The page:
Un-American: The court seizes a house over an unpaid late fee

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"The right of the people to be secure in their persons, houses, papers, and effects, against unreasonable searches and seizures, shall not be violated, and no warrants shall issue, but upon probable cause, supported by oath or affirmation, and particularly describing the place to be searched, and the persons or things to be seized."

-- Fourth Amendment to the U.S. Constitution

This grand principle is among those that make America different from many other countries. It is the great protection of the people against arbitrary government actions. Americans everywhere recognize this, except ... in Beaver County. Or so it seems.

Consider the plight of Eileen Battisti of Center, who lost her house because of $6.30 in unpaid late fees and interest. She bought the house with her husband in 1999, then he died in 2004. She used his life insurance to pay off the mortgage, but she struggled to pay her bills -- one of which was a tax bill from the Central Valley School District.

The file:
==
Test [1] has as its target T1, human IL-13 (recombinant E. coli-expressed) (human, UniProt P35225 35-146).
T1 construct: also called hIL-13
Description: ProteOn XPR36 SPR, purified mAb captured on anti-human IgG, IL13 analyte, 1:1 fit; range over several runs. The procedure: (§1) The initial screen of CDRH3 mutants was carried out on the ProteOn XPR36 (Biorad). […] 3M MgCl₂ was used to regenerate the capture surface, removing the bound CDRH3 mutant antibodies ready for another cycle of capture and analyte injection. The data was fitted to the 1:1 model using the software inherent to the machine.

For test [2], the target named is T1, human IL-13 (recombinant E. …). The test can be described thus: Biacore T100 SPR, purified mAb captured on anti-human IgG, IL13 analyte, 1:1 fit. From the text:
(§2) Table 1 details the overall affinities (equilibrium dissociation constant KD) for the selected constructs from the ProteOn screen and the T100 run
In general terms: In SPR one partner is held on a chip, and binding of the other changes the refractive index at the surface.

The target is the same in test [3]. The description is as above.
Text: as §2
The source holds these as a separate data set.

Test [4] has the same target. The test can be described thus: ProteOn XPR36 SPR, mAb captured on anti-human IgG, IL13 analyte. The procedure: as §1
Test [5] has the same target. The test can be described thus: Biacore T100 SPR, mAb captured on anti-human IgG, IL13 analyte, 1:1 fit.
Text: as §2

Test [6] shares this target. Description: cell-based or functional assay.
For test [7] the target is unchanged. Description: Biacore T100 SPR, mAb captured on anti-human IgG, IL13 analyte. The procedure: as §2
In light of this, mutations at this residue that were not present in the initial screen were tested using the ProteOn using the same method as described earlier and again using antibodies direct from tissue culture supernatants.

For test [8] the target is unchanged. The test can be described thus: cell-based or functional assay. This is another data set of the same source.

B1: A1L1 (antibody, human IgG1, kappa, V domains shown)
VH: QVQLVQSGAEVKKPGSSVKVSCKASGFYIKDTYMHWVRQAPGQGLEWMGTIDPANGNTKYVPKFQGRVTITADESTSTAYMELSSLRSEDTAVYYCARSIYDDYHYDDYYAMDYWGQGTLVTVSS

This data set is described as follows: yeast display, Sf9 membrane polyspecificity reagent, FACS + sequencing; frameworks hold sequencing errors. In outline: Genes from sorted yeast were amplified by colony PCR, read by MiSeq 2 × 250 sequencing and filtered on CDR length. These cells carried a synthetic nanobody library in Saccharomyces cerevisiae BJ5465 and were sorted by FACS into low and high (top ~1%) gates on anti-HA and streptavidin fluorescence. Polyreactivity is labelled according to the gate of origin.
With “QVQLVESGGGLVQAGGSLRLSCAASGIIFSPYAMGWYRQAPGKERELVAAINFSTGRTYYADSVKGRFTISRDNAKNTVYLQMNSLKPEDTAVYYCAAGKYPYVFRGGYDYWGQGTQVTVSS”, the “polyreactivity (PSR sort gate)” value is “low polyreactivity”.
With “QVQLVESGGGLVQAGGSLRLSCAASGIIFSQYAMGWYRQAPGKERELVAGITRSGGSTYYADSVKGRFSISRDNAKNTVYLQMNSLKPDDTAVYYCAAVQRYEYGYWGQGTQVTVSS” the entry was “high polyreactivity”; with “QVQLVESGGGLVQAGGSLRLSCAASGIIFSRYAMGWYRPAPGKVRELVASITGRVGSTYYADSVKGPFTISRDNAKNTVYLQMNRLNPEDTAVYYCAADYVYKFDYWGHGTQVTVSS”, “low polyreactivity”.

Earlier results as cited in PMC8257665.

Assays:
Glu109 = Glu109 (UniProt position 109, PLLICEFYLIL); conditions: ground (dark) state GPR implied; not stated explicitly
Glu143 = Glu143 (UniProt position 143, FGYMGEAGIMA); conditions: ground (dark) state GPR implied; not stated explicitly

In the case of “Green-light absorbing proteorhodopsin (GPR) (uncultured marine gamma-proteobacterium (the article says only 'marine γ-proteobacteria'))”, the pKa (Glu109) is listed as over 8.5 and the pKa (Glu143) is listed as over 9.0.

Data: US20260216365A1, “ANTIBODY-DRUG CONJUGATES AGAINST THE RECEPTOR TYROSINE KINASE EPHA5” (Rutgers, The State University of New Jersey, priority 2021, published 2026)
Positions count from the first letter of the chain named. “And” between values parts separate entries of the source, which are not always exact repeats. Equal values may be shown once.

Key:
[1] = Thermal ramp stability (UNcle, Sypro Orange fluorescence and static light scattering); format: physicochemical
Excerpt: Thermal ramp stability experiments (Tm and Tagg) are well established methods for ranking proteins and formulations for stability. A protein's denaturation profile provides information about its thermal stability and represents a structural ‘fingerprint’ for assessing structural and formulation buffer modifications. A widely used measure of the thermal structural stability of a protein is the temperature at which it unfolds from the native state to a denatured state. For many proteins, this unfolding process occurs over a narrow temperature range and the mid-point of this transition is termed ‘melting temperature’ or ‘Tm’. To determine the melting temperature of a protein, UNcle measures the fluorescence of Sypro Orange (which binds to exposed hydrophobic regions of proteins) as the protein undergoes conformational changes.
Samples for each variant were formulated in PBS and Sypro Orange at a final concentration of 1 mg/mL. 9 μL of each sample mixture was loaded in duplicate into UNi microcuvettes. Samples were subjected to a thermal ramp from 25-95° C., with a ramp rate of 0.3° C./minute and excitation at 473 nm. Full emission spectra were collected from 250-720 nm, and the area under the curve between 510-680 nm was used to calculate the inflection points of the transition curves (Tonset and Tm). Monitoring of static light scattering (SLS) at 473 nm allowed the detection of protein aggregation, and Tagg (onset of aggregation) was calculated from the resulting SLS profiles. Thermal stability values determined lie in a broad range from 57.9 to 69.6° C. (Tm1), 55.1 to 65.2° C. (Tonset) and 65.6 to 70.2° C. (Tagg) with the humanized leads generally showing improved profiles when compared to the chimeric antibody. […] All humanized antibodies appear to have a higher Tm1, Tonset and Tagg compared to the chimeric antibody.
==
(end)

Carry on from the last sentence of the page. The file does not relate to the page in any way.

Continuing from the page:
She paid the amount she believed she owed -- $897.17 -- but an interim charge of $6.30 was assessed and it became $28.25 with postage and costs. But the notice was returned to the Tax Claim Bureau as unclaimed and no further notices were apparently sent. Her house, valued at $260,000, was sold for $116,000 at a tax sale to satisfy a debt that had grown to $234.72. Without holding a hearing, Common Pleas Court Judge Gus Kwidis ruled that this was all legal.

On Monday, Commonwealth Court sent the case back to the judge, saying he did not give Ms. Battisti her due process rights. If the facts are as stated, if the Fourth Amendment means anything, Beaver County owes the woman her house back and the authors of the Constitution an apology.



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